One of our supporters shares her story, in her own words, anonymously after she sadly lost her husband to pancreatic cancer. For the purposes of anonymity, names and places have been altered.
My husband was always capable, fit and able to overcome most problems he encountered – he was the very opposite of a whimp. He was a Master Mariner (with an Extra Master’s ticket – i.e. top qualification in the shipping world; and who had also held a private pilot’s licence as we lived in Kenya for many years and he flew to un-get-at-able spots for work purposes).
His symptoms started in 2008 with “gastric attacks/acid reflux” which he – and I am afraid, I too, dismissed. The following year (2009) he had three really bad bouts which left him housebound.
At the end of August 2010 he had another attack and woke up shivering and in great pain – I rushed him to the surgery where a doctor recommended I take him straight to hospital for an assessment. Admitted to a ward he spent the next MONTH (September) being assessed, going bright yellow, and although he had “a blockage” which prevented the gastroscopies they attempted from seeing anything – we were never told what it might be .
I feared a tumour (and imagine my husband did too) and finally at the end September we were told, in a cold and uncaring fashion, that he had a tumour which happened to be Pancreatic Cancer which was incurable but they could offer him palliative care which would include a stent and chemo. After they took my husband for the fitting of his stent I asked the consultant how long he might have. “Huh” he said in an offhand and detached manner, “it’s usually three months but he’s strong – about five months I’d say.”
So ended life as I knew it. What he may or may not have said to my husband, I dare not imagine.
We decided this thing was not going to beat us. We did everything we were told and tried to carry on as if it wasn’t happening – with pancreatic cancer that is pretty impossible. But we gave it a go for the eight months he managed to hang on in there.
The “palliative care” was a disgrace: after our original Registrar (working under a consultant) at the hospital, they had seen us a couple of times, he was then transferred to a hospital in the South and from them on there was NO CONTINUITY at ALL. My husband was in and out of hospitals for chemo and for when his temperature soared and he had to be on antibiotics. Then when he started doing “Sulphur Burps” 24/7 for days on end, (something common with pancreatic cancer patients I now know) not one doctor at the hospital knew why – or how to stop it “just take Gaviscon” until finally, a young doctor on duty in the chemo section agreed that YES, It IS related to his cancer.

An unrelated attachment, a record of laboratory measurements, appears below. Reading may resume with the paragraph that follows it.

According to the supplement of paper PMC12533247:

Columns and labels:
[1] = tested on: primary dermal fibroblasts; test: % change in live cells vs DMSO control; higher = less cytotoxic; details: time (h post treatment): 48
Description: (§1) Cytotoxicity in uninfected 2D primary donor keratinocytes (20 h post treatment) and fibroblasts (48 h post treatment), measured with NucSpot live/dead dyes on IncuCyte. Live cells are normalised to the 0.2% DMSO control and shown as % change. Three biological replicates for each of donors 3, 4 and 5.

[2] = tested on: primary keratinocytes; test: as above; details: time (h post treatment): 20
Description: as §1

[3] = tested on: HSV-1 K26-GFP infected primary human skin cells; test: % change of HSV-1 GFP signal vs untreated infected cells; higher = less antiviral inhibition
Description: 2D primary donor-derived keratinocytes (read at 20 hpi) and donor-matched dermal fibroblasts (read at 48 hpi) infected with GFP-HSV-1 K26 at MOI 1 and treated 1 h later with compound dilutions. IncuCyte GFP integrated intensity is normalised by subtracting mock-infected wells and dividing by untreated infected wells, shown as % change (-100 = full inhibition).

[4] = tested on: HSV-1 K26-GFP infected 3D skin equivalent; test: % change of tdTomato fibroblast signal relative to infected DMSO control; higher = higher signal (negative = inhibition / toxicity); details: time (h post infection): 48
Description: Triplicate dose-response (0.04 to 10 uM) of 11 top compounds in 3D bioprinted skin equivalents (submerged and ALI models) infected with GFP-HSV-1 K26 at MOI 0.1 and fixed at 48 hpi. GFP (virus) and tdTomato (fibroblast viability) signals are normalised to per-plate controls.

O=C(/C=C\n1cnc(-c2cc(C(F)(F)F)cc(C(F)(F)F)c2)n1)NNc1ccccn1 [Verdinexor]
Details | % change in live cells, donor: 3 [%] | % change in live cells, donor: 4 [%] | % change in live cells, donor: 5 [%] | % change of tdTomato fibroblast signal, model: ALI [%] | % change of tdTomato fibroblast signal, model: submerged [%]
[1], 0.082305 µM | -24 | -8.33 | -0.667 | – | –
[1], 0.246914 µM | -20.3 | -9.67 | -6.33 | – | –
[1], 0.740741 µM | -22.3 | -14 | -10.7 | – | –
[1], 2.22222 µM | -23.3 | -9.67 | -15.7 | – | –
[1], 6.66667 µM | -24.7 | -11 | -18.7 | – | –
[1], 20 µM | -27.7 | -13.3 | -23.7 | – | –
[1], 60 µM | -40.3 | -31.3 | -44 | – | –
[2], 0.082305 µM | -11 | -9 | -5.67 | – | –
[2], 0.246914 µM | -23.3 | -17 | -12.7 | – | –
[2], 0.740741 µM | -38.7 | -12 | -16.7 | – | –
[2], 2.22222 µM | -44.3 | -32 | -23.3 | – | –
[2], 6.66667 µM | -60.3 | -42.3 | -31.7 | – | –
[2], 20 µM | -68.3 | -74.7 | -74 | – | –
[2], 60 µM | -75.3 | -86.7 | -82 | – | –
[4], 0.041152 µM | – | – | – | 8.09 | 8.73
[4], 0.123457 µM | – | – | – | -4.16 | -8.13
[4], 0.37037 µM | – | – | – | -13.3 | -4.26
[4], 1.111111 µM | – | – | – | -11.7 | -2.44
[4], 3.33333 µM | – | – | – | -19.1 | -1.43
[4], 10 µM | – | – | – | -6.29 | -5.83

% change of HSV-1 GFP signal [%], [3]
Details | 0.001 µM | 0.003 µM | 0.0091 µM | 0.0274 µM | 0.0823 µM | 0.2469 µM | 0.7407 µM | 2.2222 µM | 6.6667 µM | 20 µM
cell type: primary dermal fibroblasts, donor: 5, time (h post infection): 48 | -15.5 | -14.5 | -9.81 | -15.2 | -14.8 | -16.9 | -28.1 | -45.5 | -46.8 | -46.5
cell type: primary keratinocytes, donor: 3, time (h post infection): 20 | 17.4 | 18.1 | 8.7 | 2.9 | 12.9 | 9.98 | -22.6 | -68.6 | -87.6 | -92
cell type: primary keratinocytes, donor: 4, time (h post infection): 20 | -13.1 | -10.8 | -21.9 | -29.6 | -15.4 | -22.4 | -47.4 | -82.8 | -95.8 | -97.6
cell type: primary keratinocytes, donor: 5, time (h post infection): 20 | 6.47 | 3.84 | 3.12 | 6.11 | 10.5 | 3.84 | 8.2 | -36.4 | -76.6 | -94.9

I then searched the internet to find something to help, printed off my findings (there was a by-pass op that could be performed) got them to the consultants at a different hospital and he had a by-pass. First though, he had to be pumped out to rid his body of the huge build up of old blood, fluids etc… This was painful, unpleasant and horrible and he was often kept waiting for hours to have this unpleasant procedure because, apparently, only one nurse there knew how to do it!!
After his – pass op, my husband was very, very poorly and as he was unable to feed himself I was asked to help. I discovered there were little bottles of liquid food that he could keep down and, from them on, that he how he survived.
As for “Care” – that was totally lacking in a particular hospital. At one point when he went for a scan at a different hospital, (I was not allowed into the scan room) he was made to lie flat and as soon as he did, all this stuff poured out of his mouth; the awful nurse i/c of the scanner was angry with him for “being sick”. Did she know NOTHING about pancreatic cancer or the law of gravity??? He was sent away from the scan room with his tail between his legs. Had I not been so exhausted and terrified I would have verbally fought her. The particular group of nurses in that area seemed to work out of the hospice and two weeks before my husband died we were assigned one of those. She came to the house, took all the necessary details and went off on a fortnight’s cruise (no stand-in nurse was arranged!).
And it seemed to be the Hospice which controlled the pain relief drugs too – the hospice was difficult/near impossible to contact evenings and weekends.
A couple of days later he got worse; days later, was confined to bed and it was increasingly difficult. I called the surgery for help. A nurse duly arrived but said she could not help me take him to the loo because of “Health and Safety” regulations about injuring her back. We returned to hospital and two days later he died.
If only the NHS in the hospitals we visited had been as caring an organisation as the NHS one reads about in the newspapers. I felt his treatment was BARBARIC.
Two things would have helped : (1) Continuity of Staff. (2) Knowledge of the particular needs and symptoms (sulphur burps, unable to lie flat etc) of pancreatic cancer patients.
This story sharer has asked to remain anonymous.